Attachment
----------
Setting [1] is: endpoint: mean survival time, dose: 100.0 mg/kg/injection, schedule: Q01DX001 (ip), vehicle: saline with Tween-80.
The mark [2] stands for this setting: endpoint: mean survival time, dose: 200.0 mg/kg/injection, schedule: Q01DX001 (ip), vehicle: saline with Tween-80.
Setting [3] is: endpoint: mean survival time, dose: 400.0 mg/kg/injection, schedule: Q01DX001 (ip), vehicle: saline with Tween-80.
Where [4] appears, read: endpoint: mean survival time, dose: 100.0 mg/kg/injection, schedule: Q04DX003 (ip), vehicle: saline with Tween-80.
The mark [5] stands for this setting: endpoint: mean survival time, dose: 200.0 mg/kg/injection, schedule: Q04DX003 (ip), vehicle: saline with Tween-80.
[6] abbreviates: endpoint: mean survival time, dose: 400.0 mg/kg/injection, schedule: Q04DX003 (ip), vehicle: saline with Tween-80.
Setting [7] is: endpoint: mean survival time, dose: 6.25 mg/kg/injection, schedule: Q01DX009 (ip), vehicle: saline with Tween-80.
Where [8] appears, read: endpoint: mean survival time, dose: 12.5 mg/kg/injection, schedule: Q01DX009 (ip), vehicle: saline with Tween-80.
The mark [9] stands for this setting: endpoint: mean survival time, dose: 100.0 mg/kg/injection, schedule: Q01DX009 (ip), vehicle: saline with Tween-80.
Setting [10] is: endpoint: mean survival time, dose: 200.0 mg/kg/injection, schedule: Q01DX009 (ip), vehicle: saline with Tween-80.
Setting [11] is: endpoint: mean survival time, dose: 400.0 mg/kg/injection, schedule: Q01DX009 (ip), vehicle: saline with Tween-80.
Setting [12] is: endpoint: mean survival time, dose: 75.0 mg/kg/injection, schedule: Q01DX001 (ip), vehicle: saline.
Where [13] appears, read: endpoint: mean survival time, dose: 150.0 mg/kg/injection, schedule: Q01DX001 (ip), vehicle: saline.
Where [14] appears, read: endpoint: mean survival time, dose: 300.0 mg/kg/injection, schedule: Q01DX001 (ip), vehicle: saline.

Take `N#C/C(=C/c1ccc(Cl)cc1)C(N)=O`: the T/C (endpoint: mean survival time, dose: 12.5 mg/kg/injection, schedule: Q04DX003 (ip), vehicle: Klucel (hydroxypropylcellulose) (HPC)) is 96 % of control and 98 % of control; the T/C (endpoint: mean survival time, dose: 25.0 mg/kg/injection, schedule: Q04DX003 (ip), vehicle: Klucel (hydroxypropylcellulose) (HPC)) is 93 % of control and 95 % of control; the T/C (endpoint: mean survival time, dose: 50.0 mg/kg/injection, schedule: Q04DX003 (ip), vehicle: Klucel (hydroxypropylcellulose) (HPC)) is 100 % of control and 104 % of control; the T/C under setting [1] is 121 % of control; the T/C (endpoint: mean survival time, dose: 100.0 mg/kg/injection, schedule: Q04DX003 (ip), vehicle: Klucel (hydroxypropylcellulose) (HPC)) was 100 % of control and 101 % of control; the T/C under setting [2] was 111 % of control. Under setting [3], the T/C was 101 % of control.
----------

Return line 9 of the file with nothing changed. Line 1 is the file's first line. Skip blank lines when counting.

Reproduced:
The mark [9] stands for this setting: endpoint: mean survival time, dose: 100.0 mg/kg/injection, schedule: Q01DX009 (ip), vehicle: saline with Tween-80.